The respondents were evenly divided between individuals who regularly perform molecular simulations themselves and those who primarily manage or advise the work of others. The respondents were also equally divided between researchers who have developed their own interatomic potentials or force fields and those who have not.

As the ring chart below shows, most responses are from researchers engaged in materials modeling (which was the primary audience to which the survey was sent), but there were also responses from researchers engaged in chemistry and biology.

Types of simulations performed by respondent

It is of interest to know which computer systems are primarily used in molecular simulations. The response to "On which of the the following computer operating systems do you typically perform molecular simulations? (check all that apply)" are shown in the bar chart below. We see that Linux/Unix systems are most commonly used (66%), followed by Mac OS (20%) and Windows (14%).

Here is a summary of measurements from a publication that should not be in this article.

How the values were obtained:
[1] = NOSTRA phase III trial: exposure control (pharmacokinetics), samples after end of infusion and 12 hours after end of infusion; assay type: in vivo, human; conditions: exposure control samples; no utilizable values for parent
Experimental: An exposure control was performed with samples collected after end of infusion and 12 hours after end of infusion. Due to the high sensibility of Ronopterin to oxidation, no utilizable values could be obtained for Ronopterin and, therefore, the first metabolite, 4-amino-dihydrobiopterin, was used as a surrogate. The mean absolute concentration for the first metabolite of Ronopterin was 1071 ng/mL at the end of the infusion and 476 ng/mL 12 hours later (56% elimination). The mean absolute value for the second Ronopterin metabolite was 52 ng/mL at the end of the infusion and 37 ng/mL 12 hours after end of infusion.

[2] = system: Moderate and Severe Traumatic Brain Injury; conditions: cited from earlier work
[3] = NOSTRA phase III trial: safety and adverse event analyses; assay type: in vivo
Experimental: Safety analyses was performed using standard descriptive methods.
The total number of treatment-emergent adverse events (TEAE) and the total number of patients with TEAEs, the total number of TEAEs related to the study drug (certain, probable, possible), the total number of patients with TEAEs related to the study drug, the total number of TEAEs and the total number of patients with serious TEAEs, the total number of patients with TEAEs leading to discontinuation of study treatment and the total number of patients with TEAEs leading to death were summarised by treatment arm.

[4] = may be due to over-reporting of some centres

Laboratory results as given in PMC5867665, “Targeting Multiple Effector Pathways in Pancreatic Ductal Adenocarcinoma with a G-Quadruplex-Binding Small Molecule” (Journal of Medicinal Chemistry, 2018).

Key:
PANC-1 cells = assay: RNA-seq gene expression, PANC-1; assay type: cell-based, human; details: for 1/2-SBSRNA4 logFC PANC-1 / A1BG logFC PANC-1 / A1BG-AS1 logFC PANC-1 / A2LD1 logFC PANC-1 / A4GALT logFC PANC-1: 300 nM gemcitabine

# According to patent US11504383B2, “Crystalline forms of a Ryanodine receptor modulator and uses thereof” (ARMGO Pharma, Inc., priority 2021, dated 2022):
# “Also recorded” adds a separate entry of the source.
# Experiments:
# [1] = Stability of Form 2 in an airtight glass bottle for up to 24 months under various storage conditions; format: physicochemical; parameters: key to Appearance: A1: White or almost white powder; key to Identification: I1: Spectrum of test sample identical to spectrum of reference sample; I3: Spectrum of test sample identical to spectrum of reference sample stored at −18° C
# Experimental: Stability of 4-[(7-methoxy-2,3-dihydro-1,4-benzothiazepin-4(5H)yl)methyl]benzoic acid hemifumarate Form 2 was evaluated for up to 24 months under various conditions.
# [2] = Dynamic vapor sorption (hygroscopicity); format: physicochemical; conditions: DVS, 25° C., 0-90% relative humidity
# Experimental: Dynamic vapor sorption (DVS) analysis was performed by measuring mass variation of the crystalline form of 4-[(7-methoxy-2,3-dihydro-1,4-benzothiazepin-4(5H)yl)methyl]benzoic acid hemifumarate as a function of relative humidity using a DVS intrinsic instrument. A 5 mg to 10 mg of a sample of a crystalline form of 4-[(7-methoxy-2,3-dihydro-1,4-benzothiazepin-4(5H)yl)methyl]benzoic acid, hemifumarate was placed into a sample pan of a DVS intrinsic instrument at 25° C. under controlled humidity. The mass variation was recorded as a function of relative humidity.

Types of simulations performed by respondent

The responses to "Which of the following methodologies do you use in your molecular simulations? (check all that apply)" are below. Most respondents are engaged in classical molecular simulations (which was the target audience of the survey), but density functional theory is also widely employed by these researchers, followed by tight binding and quantum chemistry.

Field Count
Classical molecular simulations (empirical interatomic potentials and force fields) 363
Tight binding (semi-empirical quantum calculations) 73
Density functional theory (quantum simulations) 213
Quantum chemistry (highly accurate quantum calculations of chemical reactions) 54
Other 15